Government to 'press head with slashing state funding for opposition parties'

Cost cuts of around a fifth of current levels have been laid out

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Indy Politics

The Government is set to signal that it intends to press ahead with plans to reduce  the “cost of politics” by slashing state funding for opposition parties, according to details contained in a Cabinet Office document. 

Although a funding reduction on  “short money allocations” – which provides tax payers’ cash for the activities of opposition parties - had been trailed at 19 per cent of its current level, hopes of rethink by the Government appear to have vanished. Cost cuts of around a fifth of current levels are laid out.

The document’s details shown to The Independent, makes the case for making opposition parties face the same cuts levels currently being enforced at local and central Government levels. It calls for a cut in short money  to take it back to 2014 levels,  worth around £11 million over the current parliament.

On the Cabinet Office’s own calculations, this would see state funds given to Jeremy Corbyn’s Labour Party fall by around £1.5 million.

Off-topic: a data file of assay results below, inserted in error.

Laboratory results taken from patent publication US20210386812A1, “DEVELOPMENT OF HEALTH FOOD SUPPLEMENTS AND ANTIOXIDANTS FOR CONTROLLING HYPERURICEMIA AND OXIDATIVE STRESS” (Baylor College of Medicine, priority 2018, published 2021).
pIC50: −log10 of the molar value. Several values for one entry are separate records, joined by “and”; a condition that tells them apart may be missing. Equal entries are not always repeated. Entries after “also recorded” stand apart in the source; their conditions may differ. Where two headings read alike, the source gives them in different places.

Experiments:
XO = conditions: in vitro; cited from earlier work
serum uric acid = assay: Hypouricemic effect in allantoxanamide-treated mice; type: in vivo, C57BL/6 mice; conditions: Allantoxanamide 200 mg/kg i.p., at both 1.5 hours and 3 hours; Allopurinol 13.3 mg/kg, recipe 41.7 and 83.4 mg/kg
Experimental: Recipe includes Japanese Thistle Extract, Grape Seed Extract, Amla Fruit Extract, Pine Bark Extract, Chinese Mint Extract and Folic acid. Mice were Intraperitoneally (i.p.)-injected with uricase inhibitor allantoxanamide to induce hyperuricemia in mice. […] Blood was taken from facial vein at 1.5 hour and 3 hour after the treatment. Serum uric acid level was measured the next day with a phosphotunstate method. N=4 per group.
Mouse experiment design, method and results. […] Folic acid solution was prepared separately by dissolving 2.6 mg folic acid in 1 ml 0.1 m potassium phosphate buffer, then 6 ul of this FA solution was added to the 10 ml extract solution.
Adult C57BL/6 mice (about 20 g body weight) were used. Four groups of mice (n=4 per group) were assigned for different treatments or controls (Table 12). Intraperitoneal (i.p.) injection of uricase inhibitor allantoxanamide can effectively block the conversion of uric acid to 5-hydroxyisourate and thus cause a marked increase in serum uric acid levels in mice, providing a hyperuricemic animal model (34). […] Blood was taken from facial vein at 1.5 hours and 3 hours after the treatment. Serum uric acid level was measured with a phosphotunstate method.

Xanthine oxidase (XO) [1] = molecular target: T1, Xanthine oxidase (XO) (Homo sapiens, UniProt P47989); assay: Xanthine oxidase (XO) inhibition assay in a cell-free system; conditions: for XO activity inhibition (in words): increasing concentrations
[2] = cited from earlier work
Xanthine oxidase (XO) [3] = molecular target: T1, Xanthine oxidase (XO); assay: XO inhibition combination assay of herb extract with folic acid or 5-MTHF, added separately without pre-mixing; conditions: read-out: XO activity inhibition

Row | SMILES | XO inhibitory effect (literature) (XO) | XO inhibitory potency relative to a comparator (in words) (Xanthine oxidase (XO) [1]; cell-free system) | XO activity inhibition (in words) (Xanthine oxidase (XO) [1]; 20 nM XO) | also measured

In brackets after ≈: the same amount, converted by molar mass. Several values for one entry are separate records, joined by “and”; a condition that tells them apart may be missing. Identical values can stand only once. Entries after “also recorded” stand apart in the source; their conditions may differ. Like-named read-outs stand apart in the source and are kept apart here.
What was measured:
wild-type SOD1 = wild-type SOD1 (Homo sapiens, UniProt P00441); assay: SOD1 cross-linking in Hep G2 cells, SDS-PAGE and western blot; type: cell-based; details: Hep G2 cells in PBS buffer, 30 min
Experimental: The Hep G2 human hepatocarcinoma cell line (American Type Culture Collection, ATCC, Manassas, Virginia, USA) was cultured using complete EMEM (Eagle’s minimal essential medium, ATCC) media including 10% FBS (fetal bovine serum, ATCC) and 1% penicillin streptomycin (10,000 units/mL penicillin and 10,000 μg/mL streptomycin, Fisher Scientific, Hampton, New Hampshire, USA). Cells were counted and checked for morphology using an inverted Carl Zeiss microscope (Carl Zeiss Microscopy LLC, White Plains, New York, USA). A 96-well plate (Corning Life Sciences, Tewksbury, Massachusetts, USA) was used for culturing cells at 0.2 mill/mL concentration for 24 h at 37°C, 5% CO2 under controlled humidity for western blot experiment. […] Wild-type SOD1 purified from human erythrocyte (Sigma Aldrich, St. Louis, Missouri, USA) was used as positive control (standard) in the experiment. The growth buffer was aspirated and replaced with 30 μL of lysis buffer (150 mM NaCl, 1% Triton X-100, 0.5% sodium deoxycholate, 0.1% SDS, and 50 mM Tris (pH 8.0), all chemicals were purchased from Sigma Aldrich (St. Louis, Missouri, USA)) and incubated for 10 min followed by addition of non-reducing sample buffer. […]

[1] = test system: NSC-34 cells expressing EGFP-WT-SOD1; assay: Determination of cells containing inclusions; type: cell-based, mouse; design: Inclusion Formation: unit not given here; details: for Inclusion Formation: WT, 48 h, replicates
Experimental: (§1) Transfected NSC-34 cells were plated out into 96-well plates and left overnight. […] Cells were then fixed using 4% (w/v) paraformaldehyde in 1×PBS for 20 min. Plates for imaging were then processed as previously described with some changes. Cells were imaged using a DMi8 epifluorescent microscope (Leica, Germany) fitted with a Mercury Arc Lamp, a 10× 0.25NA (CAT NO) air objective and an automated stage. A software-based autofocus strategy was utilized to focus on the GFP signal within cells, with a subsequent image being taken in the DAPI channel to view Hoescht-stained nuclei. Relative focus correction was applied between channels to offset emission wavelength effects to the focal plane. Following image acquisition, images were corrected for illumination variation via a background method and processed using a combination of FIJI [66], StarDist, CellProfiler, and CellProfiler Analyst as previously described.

When details are fully published on 19 February, Labour are expected to accuse the Government of gross hypocrisy. Despite promises by David Cameron that his new Government would reduce the costs of its own army of advisers, the cost of so-called “spads” – special advisers – rose by over £1m in the last 12 months to £8.4 million. The number of Government spads is currently 103, and expected to rise further between now and the summer.

There will also be anger that the Cabinet Office have chosen to release the document during the parliamentary recess, a period when the majority of MPs are away from Westminster.

The Independent has also learned the during negotiations with Labour, the Cabinet Office, according to Whitehall sources, tried to “cut a deal” with Labour that would have seen “short money” matched to the number of MPs rather the current system which reflects an allocation formula based on overall votes cast.

The deal would have, according to one official, “wreaked havoc among Liberal Democrats and UKIP” who both ended up with a low number of MPs at the general election, despite receiving high levels of votes.

One source said “They tried to shaft the LibDems, but among Labour ranks there were no takers for such a deal.”

There is also understood to be disquiet in some Tory ranks, who believe the Government are unfairly trying to take advantage of their current  strength, believing any chance of a return to opposition is so remote as to be negligible.

Short money was named after the former Labour MPs, Ted Short, who belived opposition parties were entitled to state assistance to help create a “level playing field.”

The Cabinet Office will give MPs till March 7 to respond to the plans.